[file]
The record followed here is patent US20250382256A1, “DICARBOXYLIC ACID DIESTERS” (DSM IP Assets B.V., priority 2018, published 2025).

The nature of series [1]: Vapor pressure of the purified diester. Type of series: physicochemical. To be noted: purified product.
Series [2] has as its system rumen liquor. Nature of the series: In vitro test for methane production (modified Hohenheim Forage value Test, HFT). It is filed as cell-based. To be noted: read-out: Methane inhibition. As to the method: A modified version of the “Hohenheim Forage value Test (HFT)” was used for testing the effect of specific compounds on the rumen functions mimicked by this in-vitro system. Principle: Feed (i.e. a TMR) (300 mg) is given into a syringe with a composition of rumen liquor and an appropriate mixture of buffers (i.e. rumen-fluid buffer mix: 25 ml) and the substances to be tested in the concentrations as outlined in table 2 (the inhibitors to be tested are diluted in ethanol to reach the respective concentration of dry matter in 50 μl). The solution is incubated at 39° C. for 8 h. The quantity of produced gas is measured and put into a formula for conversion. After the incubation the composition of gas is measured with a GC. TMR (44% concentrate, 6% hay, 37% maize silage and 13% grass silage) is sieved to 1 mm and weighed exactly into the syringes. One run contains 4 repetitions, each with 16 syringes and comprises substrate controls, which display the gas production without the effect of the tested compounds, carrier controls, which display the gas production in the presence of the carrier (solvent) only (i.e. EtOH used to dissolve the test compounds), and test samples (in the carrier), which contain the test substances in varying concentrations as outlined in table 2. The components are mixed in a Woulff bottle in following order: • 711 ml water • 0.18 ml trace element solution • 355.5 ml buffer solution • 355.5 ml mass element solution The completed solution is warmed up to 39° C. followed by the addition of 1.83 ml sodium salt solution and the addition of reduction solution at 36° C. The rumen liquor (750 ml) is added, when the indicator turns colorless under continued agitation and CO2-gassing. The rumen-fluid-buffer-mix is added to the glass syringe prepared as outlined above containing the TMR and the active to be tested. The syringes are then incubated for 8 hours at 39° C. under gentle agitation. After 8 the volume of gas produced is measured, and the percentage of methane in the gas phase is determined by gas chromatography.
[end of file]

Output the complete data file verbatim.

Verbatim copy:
The record followed here is patent US20250382256A1, “DICARBOXYLIC ACID DIESTERS” (DSM IP Assets B.V., priority 2018, published 2025).

The nature of series [1]: Vapor pressure of the purified diester. Type of series: physicochemical. To be noted: purified product.
Series [2] has as its system rumen liquor. Nature of the series: In vitro test for methane production (modified Hohenheim Forage value Test, HFT). It is filed as cell-based. To be noted: read-out: Methane inhibition. As to the method: A modified version of the “Hohenheim Forage value Test (HFT)” was used for testing the effect of specific compounds on the rumen functions mimicked by this in-vitro system. Principle: Feed (i.e. a TMR) (300 mg) is given into a syringe with a composition of rumen liquor and an appropriate mixture of buffers (i.e. rumen-fluid buffer mix: 25 ml) and the substances to be tested in the concentrations as outlined in table 2 (the inhibitors to be tested are diluted in ethanol to reach the respective concentration of dry matter in 50 μl). The solution is incubated at 39° C. for 8 h. The quantity of produced gas is measured and put into a formula for conversion. After the incubation the composition of gas is measured with a GC. TMR (44% concentrate, 6% hay, 37% maize silage and 13% grass silage) is sieved to 1 mm and weighed exactly into the syringes. One run contains 4 repetitions, each with 16 syringes and comprises substrate controls, which display the gas production without the effect of the tested compounds, carrier controls, which display the gas production in the presence of the carrier (solvent) only (i.e. EtOH used to dissolve the test compounds), and test samples (in the carrier), which contain the test substances in varying concentrations as outlined in table 2. The components are mixed in a Woulff bottle in following order: • 711 ml water • 0.18 ml trace element solution • 355.5 ml buffer solution • 355.5 ml mass element solution The completed solution is warmed up to 39° C. followed by the addition of 1.83 ml sodium salt solution and the addition of reduction solution at 36° C. The rumen liquor (750 ml) is added, when the indicator turns colorless under continued agitation and CO2-gassing. The rumen-fluid-buffer-mix is added to the glass syringe prepared as outlined above containing the TMR and the active to be tested. The syringes are then incubated for 8 hours at 39° C. under gentle agitation. After 8 the volume of gas produced is measured, and the percentage of methane in the gas phase is determined by gas chromatography.